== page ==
Interpreting Visual Semiotics in Art Education: With the Music Video Man in the Mirror

By Hasio, Cindy; Chen, Wei | Art Education, May 2018 | Go to article overview

Interpreting Visual Semiotics in Art Education: With the Music Video Man in the Mirror


Hasio, Cindy, Chen, Wei, Art Education


In this article, we explore how the construction of meaning takes place across audio and visual elements, and how a music video, Man in the Mirror by Michael Jackson,1 can be interpreted through multiple semiotic resources in art education. We also describe how multiple semiotics (visual and audio) are combined to amplify different parts of the song and to create the context for new meaning. The context of visual culture is constantly changing; thus, people can change their interpretations of any given representation (Freedman, 2003).

In this era of rapid development in multimedia and technology, there is a growing awareness of the use of multiple semiotic resources in meaning-making (Fei, 2004). Music videos specifically harbor meaning within their semiotic features of visual communication. They also exert an enormous influence on the popularity of music (Fei, 2004). Music videos have grown into a popular genre of entertainment in many cultures and societies around the world (Austerlitz, 2008). Videos are becoming more conceptual, with symbolic representations of meaning acting as a semiotic resource for the storylines and themes of a song. In art education, semiotic resources may include various types of "texts" such as written language, still images, moving images, and audio sounds (O'Halloran, 2004).

Music Videos in Relation to Teaching Art Education

Literacy is defined as seeing, interpreting, and understanding a text (Riddle, 2009). Gunther Kress (2011), a proponent of new multimodal literacies, states that the formation of understanding based on words is changing. As images now dominate, there is growing interest in teaching visual literacy. In art education, using music videos to teach about art and meaning-making can allow students to inquire, critically examine, interpret, evaluate, and identify artifacts to recreate new meanings and understanding (Keifer-Boyd, 2014). As a mainstay of today's digital culture, music videos can be used as a valuable resource for understanding and analyzing the meanings and values communicated through images when teaching art to students (Lu, 2008).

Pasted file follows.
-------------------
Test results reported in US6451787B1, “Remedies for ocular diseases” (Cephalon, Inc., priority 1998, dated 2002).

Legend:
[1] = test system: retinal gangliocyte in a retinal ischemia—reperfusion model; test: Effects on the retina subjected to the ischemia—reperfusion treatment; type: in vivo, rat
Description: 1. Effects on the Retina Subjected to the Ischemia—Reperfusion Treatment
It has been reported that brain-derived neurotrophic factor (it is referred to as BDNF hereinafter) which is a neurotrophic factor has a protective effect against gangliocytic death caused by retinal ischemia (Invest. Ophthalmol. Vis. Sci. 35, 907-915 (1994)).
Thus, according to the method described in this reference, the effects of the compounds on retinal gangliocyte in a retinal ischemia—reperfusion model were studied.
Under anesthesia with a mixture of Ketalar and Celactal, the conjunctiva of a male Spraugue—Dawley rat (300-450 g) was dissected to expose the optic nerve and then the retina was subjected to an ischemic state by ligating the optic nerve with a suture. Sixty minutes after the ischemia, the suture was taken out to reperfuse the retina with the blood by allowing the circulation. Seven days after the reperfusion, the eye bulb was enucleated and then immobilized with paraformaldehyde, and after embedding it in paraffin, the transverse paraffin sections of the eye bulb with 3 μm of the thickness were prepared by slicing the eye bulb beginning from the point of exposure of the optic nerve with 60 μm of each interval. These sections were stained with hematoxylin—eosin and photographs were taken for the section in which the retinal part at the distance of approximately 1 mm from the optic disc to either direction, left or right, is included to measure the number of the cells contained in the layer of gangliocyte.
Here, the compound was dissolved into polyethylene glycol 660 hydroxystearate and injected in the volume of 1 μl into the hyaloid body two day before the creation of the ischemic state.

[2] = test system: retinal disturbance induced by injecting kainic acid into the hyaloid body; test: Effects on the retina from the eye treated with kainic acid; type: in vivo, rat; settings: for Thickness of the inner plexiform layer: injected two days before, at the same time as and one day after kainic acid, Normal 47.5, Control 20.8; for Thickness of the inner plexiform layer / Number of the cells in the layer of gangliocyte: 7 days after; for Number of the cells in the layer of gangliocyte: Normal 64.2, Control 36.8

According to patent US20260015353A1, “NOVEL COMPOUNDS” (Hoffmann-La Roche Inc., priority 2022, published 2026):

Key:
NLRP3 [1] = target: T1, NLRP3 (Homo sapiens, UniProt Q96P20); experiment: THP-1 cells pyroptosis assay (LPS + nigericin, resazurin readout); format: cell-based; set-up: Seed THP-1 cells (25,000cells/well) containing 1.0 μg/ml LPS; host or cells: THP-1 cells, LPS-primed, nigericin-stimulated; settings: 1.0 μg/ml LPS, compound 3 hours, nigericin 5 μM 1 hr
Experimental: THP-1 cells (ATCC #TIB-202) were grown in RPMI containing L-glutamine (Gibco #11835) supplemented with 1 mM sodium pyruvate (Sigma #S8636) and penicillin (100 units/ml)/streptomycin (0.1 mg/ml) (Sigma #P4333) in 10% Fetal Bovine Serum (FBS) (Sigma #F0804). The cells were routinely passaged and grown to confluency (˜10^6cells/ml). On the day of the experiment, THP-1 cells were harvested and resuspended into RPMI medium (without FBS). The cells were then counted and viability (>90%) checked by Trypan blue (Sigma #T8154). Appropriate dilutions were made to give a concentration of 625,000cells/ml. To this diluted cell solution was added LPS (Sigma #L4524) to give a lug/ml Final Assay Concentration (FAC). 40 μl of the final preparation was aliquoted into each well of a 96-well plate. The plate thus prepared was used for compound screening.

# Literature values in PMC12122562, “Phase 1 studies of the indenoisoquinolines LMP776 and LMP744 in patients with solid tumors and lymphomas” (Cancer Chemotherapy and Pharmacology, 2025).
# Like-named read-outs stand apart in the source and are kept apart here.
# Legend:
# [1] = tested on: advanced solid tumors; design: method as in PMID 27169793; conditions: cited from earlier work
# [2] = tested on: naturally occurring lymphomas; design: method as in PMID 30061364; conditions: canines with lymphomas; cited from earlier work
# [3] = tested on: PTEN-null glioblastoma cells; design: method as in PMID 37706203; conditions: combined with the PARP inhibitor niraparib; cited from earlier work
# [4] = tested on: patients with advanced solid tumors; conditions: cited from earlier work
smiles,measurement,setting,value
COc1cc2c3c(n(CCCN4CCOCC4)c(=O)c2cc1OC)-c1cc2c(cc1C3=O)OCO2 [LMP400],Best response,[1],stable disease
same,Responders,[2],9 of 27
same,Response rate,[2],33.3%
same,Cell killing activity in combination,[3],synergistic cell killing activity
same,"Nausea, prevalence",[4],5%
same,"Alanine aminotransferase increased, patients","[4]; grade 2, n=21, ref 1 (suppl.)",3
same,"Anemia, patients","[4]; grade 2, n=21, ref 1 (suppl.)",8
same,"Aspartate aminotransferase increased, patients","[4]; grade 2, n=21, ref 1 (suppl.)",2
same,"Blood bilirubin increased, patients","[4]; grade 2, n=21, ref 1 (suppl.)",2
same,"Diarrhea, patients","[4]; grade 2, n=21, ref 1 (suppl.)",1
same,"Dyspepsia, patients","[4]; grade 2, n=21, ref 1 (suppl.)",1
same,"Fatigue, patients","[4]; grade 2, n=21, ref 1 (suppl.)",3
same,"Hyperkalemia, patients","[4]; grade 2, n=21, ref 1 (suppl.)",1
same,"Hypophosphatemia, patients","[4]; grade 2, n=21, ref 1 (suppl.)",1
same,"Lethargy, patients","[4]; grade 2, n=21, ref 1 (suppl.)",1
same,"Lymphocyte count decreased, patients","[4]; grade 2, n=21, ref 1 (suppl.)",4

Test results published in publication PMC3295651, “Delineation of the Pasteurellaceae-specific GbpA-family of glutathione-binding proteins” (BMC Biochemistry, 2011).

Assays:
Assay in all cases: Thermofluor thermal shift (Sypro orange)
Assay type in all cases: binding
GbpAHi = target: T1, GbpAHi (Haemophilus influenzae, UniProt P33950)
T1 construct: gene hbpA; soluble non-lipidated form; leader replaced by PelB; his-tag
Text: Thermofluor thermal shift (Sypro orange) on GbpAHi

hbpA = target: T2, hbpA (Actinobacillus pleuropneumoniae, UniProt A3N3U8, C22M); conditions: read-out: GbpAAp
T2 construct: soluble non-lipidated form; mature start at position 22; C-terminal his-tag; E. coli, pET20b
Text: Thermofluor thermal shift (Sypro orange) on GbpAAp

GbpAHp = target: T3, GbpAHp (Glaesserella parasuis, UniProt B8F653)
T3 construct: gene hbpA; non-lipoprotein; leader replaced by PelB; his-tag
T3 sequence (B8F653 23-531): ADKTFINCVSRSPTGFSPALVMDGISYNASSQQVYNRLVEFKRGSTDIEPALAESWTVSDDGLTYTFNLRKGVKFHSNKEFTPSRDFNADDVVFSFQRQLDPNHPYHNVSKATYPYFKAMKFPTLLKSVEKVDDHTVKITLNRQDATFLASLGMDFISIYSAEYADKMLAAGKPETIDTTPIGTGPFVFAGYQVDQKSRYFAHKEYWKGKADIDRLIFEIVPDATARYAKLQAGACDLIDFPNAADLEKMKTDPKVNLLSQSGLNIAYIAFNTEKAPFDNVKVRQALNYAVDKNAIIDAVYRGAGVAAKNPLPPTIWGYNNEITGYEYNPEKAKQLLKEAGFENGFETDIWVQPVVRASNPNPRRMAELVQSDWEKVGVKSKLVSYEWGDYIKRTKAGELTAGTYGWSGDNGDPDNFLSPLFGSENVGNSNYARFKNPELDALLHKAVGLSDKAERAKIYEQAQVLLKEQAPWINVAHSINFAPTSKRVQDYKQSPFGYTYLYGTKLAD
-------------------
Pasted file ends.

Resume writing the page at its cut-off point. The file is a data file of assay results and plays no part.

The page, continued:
Contemporary technology has allowed music video education to become mainstream. Through reading and hearing a text in a video, students can analyze it at a high level as an interpretable form of communication. Gude (2007) argues that combining images and text can stimulate student interest and engagement in learning. Duncum (2004) suggests that text is a different communicative mode from music, gesture and motion, sounds, and pictures.

Students can construct their own knowledge out of the semiotic signs and signifiers related to those texts, thus making meaning through these different communicative modes. As art educators, we need to help motivate and scaffold deeper connections so our students can discover the relationships between symbols, meaning, associations, and themselves when analyzing visual representations. We believe art educators can help students describe, discuss, and critique what they see within their culture, thus empowering them in their learning process. Technology, specifically a music video, is one form through which meaning can be constructed, but it is up to art educators to help students create meaning through critical analysis and interpretation of that form (Freedman, 2003). This article provides a method for teaching multimodal texts to grades 6-12 using the music video Man in the Mirror. Other music videos that are age-appropriate for K-5 (such as School House Rock) also may be used for instruction.

Music Videos to Teach Art and Enhance Higher-Level Learning

When using music videos to teach art, there should be a multimodal approach to interpreting semiotics. The analysis of this music video, Man in the Mirror, was essentially multimodal, as it focused on the verbal lyrics in coherence with the visual images in the video to explore meaning within an art classroom. It also revealed how meaning was constructed in coherence and complementarily across linguistic, audio, and visual elements. …

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